Erik Sunbird Fender (Than Tsidéh) was born in 1970 to an illustrious family of San Ildefonso potters. At age 10, Erik began to learn the art of pottery from his mother and his grandmother.
Erik’s interest in color and painting earned him an award at a Congressional art competition. But it wasn’t until 1992 that he began to work closely with his mother in the traditional black-on-black style of San Ildefonso pottery.
Erik comes from a long line of San Ildefonso potters. His great grandmother, the famous Maria Martinez, helped preserve traditional pottery making techniques that were being lost in the advent of ready-made materials.
In the early 1900s, a professor of archeology and director of the Laboratory of Anthropology in Santa Fe, Edgar Lee Hewett, approached Maria. His request was to help him revive the traditional pottery-making techniques that had created the pots and pot shards he had found at nearby archeological sites. Through observation of the pottery-making techniques in nearby Santa Clara Pueblo and experimentation, Maria was able to bring the ancient art back to life while adding her own techniques and designs.
Maria passed these techniques down to her children, grandchildren and great-grandchildren, including Erik Fender, his mother Martha Appleleaf, and his grandmother Carmelita Dunlap, both well-known potters in their own rights.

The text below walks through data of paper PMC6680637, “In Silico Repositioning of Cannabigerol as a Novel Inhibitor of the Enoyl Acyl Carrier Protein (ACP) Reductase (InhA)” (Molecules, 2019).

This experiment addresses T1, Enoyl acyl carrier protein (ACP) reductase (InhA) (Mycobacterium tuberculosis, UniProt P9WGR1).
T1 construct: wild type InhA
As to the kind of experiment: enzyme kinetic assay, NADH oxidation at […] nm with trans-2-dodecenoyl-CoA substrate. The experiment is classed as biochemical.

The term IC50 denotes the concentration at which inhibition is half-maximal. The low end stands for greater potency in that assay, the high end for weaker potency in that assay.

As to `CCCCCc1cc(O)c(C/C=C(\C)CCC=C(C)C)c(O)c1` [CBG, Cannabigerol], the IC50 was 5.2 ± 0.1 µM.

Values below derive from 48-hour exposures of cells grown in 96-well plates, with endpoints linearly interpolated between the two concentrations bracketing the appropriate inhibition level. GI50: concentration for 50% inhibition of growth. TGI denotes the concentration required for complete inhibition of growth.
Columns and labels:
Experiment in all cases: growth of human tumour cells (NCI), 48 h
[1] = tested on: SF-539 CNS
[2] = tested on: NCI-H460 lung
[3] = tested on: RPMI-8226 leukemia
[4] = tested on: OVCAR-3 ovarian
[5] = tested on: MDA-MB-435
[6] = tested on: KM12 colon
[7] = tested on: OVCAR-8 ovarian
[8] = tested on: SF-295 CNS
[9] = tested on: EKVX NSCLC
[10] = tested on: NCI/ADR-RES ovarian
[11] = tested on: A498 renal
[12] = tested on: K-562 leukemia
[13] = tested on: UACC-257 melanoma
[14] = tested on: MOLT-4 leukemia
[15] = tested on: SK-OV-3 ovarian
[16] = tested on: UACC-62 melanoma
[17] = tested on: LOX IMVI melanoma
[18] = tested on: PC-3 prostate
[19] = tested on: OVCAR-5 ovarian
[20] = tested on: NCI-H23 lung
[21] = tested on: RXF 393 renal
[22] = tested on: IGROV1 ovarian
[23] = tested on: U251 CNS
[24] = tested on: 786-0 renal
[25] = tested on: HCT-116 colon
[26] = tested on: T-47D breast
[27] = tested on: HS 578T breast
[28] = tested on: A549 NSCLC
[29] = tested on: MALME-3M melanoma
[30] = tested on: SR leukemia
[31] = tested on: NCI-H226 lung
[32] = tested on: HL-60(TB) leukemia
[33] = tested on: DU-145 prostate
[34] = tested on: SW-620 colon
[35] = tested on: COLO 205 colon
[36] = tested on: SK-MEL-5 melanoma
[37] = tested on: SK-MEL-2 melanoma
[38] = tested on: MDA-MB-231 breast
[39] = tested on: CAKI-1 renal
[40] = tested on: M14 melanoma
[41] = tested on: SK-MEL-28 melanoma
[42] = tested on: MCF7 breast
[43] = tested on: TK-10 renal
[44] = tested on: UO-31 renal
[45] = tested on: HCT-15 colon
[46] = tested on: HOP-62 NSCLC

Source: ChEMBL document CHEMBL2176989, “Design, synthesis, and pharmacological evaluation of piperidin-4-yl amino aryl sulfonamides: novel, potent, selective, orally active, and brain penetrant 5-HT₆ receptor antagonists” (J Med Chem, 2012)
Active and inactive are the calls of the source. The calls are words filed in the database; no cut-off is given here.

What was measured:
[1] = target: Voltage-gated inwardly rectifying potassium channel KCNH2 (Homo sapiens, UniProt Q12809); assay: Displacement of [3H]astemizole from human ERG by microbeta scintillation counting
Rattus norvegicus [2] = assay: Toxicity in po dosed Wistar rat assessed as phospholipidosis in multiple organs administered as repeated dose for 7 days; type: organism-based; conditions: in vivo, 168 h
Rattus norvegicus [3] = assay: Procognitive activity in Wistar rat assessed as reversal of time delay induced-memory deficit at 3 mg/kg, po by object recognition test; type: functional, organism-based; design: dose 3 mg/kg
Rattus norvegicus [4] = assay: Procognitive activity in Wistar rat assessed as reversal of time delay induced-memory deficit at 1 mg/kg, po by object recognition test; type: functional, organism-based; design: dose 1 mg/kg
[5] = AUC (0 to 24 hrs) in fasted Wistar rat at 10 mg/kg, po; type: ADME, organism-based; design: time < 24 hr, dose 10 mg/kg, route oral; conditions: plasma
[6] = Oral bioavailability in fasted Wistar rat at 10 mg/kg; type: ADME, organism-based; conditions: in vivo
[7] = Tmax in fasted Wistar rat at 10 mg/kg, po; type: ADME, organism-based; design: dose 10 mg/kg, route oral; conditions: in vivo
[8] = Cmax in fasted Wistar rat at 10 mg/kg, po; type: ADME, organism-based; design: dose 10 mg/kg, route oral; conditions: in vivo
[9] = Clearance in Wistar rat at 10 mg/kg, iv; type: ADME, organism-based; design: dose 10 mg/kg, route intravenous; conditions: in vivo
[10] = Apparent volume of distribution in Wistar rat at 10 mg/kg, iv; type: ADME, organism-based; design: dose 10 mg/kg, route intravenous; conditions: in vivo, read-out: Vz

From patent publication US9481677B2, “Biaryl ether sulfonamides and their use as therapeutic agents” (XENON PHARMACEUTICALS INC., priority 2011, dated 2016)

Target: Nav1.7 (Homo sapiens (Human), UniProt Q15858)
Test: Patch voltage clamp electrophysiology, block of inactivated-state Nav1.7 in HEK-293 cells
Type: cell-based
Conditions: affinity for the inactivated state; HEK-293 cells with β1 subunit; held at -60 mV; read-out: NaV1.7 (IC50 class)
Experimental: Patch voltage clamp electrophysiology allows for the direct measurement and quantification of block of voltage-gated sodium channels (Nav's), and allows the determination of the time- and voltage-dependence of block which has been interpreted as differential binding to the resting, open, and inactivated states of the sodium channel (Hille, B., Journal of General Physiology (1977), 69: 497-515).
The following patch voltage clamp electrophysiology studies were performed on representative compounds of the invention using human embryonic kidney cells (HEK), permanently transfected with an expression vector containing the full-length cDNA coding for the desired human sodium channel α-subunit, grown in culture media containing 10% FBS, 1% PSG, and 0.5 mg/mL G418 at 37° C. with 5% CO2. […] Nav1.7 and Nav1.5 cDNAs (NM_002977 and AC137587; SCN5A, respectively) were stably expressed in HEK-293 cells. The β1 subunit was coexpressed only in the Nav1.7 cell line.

Erik specializes in both traditional and contemporary San Ildefonso pottery. He uses various techniques and clays to produce traditional black-on-black pottery as well as innovative two-tone and polychrome pots.
Each pot is hand-coiled using clay he mixes himself, as well as hand-sanded and hand-polished once the clay is dry. Natural paints made from native vegetation are used to decorate the two-tone and polychrome pots.
Erik Fender remains true to his great-grandmother’s spirit of experimentation and innovation, and at Palms Trading Company, we are proud to offer his incredible works of art!
Pueblo feast days are sacred festivals that serve as a time for tribal members to come together to share their rich traditions, language and religion. The pueblos are also opened to the public on feast days as an invitation to view and share in their sacred traditions. Read More
The value of Native American Indian jewelry does not just come from the cost of the materials—the silver and the stones—used to make the piece. The value of each piece is also derived from the artistic tradition that inspired the piece and the craftsmanship that brought it to life. Read More
Everyone has that hard-to-shop for friend or family member—the person who already has everything or doesn’t like “the usual” or for whom you just want to buy something other than a scarf. If you’re having trouble finding that perfect holiday gift for that special someone, we suggest giving the magic of Southwest art…and our Personal Shopper can help you find just the right piece! Read More
Although many stones are used in Native American Indian jewelry, one of the most used and recognized is turquoise. The gem, which is “a hydrous phosphate of aluminum, containing copper, iron and other minerals,” ranges in color from bright green to blue-tinted, the array of which can be found in mines dotting the American Southwest. Read More